I have also offered to organize proper bluepencil cafés at the library if they'd like to have that as ongoing programming, so we'll see hif they take us up on that. There is a lot of programming for the arts in Lethbridge, but not as much for the written word as one might hope, so maybe we can get something going.
Five Rivers Publishing Given this was a last minute impulse, I didn't bother shipping in boxes of books to sell,just had my personal copies on display. I stupidly forgot the bag with the bookstands, half the signage, etc at home, so the display was not as spiffy as I had envisaged, but even laid out flat on a table, it was a lot of books for a small press, and I was pleased with the effect.I hoped having the "Display Only" signs up would translate to "no pressure here", since I am well aware that attendees often stay 20 feet away from the tables at such events, lest they have to buy something. A number did pick up this or that book (a lot of positive feeback on our covers) and a few took our card and wrote down the titles of books, so that might translate to a few sales down the road.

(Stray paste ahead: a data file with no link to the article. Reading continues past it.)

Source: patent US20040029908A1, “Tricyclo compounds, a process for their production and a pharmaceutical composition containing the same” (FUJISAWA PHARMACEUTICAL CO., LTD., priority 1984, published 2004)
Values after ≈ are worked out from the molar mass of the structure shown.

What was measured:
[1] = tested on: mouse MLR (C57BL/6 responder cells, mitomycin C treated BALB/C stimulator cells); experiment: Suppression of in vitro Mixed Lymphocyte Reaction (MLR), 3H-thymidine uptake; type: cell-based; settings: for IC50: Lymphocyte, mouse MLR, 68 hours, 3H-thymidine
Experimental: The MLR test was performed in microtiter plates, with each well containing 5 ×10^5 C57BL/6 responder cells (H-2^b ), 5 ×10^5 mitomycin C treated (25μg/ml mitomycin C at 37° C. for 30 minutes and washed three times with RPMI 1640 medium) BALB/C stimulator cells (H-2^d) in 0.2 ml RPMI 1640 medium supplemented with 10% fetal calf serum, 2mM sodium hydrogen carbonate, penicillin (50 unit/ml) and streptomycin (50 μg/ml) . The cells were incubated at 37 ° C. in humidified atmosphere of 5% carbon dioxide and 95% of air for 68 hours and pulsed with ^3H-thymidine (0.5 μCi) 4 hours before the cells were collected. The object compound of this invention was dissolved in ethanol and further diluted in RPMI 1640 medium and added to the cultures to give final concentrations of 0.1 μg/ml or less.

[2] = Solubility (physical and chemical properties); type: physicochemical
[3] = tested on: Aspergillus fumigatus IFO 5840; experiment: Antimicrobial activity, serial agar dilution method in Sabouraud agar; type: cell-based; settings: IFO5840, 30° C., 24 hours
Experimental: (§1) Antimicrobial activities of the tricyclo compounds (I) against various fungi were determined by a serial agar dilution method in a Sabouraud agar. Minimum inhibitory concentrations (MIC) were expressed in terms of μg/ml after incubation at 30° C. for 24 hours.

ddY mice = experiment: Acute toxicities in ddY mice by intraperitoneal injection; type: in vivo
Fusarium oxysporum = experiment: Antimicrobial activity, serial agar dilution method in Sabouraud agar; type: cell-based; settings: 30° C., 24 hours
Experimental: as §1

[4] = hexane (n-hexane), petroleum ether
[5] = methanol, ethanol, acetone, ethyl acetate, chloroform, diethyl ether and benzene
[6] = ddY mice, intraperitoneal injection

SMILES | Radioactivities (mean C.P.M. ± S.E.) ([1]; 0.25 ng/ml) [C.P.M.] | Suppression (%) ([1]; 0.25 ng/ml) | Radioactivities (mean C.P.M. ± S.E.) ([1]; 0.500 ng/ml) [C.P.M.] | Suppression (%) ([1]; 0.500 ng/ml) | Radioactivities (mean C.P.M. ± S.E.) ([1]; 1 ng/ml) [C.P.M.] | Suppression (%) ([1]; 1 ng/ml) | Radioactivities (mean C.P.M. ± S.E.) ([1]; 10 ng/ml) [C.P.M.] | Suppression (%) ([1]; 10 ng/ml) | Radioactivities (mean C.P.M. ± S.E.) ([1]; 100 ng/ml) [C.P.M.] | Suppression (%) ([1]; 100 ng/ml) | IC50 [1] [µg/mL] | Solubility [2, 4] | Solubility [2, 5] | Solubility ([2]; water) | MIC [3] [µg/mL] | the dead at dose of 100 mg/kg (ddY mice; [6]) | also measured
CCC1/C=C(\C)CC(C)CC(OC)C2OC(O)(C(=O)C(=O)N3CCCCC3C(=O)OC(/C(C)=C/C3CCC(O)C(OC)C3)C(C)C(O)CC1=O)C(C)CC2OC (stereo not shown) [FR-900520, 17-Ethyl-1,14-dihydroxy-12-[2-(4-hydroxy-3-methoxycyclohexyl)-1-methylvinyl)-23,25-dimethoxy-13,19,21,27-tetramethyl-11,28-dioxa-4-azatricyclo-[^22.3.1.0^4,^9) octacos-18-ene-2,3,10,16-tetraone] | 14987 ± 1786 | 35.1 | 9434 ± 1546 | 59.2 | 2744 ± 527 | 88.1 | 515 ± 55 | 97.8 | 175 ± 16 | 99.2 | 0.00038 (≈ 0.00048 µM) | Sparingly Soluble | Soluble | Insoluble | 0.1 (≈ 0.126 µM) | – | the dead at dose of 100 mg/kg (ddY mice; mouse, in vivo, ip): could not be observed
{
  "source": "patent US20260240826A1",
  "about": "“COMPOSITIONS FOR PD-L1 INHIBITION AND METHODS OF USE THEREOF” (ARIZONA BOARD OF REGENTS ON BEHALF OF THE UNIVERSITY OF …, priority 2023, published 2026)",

The table to my right (Champange Books) sold a case or two, making the trip from High River worthwhile; one of her authors was present at the event, so books sold to people wanting to get them signed. In contrast, The table to my left, a group of six who had travelled from a distant corner of BC, sold not a single copy I could see.... That's pretty much our experience of these sorts of events: unless one is already a known quantity, one is not going to sell much of anything. One needs to be part of the readings, etc. to get any audience interest. What might work for the future, is for three small publishers to get together and organize readings in our shared tent. I could see that working. People are more likely to buy one's books if one can get a sample....
SFeditor.ca There is not a lot to display for my own company, beyond a one page sign and some business cards, but a number of people did talk to me about being edited, and if I get even a single client out of those conversations, that would certainly pay for the table and my time there. Although mildly optimistic about a couple of potential contracts, I would be fine if nothing came of it because it was a very enjoyable day, thanks to having a chance to talk to Barb (a former editor with Five Rivers, left now to be a full-time writer), the other local members of Editors Canada, and passerbys (all of whom are, by definition, interested in reading, if not writing and editing).
I cannot speak to the readings or performances at Word on the Street proper, since I was pretty much anchored to my own table the whole time, but others brought reports that suggested the event was a success. The event has certainly grown over the last few years and whatever bugs there were the first year have certainly been ironed out by now. A worthwhile event and one I might well take a table at again next year.